Why Does It Matter Anyways? – A Philosophical Treatise On Why People Care About Things In Their Favorite Games

Today (well, yesterday now) was the Reddit AMA for one Ion Hazzikostas. Hosted on the WoW subreddit, which has been notorious of late as a den for those most dissatisfied with the systems in Battle for Azeroth, and, well, it went pretty alright, all told. The questions asked followed similar themes to the front page of the subreddit for the last several weeks – lots of Azerite questions, lots of Warfronts, lots of Island Expeditions questions, and questions on meaningful character progression and how the game has made a lot of that feel moot.

To those of you reading this first, this was, like it was for me, an event that was anticipated. Communication lines from Blizzard were eerily quiet as the initial polish of the level-up experience gave way to some less than ideal components that were bolted onto the things the game usually does well. Yet, for many outside of the game – this game, our game – or outside of gaming, the question might be asked, “why does it matter?”

Ultimately, I guess this is what I’d rather talk about, because the AMA, while helpful in many ways, was ultimately light on content and very clearly deliberately thought through (we’re going to work on Island Expedition content, starting with a hotfix TODAY, Azerite traits aren’t hitting the mark, so we’re going to be redesigning a bunch of them and trying to bring them in line to offer more interesting choices, Warfronts could use some tweaks and we might like to bring the cycle time down, etc).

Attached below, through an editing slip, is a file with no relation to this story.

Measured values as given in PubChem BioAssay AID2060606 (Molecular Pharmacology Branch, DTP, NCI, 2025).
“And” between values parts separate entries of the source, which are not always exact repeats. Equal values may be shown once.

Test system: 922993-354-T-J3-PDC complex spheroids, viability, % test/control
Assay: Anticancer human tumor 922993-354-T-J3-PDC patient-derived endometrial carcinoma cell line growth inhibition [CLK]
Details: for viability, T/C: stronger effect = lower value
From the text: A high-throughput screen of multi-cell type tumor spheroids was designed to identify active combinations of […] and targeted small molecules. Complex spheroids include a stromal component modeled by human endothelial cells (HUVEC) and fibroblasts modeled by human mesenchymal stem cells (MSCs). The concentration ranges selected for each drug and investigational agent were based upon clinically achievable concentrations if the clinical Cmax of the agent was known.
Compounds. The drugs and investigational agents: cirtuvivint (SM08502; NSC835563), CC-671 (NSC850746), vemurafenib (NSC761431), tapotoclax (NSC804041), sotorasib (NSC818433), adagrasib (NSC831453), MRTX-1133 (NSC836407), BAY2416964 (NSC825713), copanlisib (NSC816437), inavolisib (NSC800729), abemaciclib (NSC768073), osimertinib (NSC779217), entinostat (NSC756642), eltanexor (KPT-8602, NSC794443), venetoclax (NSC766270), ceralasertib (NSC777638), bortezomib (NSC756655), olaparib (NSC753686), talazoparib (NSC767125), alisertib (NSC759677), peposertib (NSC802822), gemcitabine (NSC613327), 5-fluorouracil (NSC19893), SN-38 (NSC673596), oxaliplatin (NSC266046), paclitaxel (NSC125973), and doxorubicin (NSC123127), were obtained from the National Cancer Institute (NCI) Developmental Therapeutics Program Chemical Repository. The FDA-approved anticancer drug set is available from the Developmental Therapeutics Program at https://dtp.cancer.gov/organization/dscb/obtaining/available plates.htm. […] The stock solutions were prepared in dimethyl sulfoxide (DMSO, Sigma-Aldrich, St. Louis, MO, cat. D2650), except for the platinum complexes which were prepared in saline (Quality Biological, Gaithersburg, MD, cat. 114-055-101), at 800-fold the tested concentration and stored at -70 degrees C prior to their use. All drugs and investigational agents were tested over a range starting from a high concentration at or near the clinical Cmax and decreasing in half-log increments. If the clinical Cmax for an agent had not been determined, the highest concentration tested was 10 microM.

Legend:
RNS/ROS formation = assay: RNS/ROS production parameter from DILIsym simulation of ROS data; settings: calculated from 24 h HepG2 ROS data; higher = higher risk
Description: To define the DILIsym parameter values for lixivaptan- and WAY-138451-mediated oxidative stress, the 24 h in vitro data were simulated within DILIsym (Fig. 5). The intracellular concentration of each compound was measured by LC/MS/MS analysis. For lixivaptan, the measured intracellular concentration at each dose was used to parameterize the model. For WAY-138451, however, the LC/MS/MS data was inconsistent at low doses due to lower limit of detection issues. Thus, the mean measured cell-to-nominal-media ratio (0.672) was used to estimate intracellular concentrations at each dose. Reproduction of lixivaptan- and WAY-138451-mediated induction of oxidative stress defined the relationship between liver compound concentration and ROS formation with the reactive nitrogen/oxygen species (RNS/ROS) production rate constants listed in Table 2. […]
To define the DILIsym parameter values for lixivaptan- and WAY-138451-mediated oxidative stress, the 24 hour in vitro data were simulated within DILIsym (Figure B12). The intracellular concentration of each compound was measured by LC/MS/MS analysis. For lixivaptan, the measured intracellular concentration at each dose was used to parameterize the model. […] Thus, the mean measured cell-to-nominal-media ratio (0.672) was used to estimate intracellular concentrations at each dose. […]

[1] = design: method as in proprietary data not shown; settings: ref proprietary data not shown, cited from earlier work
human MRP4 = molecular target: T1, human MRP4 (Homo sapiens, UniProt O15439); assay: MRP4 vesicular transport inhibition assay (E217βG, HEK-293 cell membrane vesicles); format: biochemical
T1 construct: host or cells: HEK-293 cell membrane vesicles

I guess, to me, a 13-year WoW veteran at this point, why does it matter to me?

The Nature of a Hobby

To start with, for many of us, WoW is not a game that is simply played to be exhausted of story content and then discarded, but rather a pillar of our free time (and other excess moments that can be pulled into making a session last just a little bit longer). At this point, I have, indeed, been playing this game more or less consistently for 13 years. I cannot name a single relationship, save for family and friends, that has been a presence for that long in my life. Not to suggest it is on the same level at all, but rather, to point out that to many of us, WoW was released at a time in which it could take deep root into our lives. I began playing the game as a 19 year old, living in a nice apartment with a bunch of friends who all took to the game much faster than I did. I was the last one to be bit by the bug. Two of those friends are in my guild still, today – one is my co-tank and the other alternates between being a bad hunter and an okay resto druid. Would my friendship have been maintained as well with these people and others were it not for the game? I don’t know.

But it’s hard to imagine what our friendship would be like today if the bug hadn’t caught hold of me, if we didn’t have class balancing, raid mechanics, and content patches to talk about when conversations lulled or died out. For the years we didn’t raid together, there was definitely more distance there than when we were part of the same guild.

The Timeline of Life, As Told By WoW

The other thing that occurs to me is that so much of my life experience can be related to events in WoW.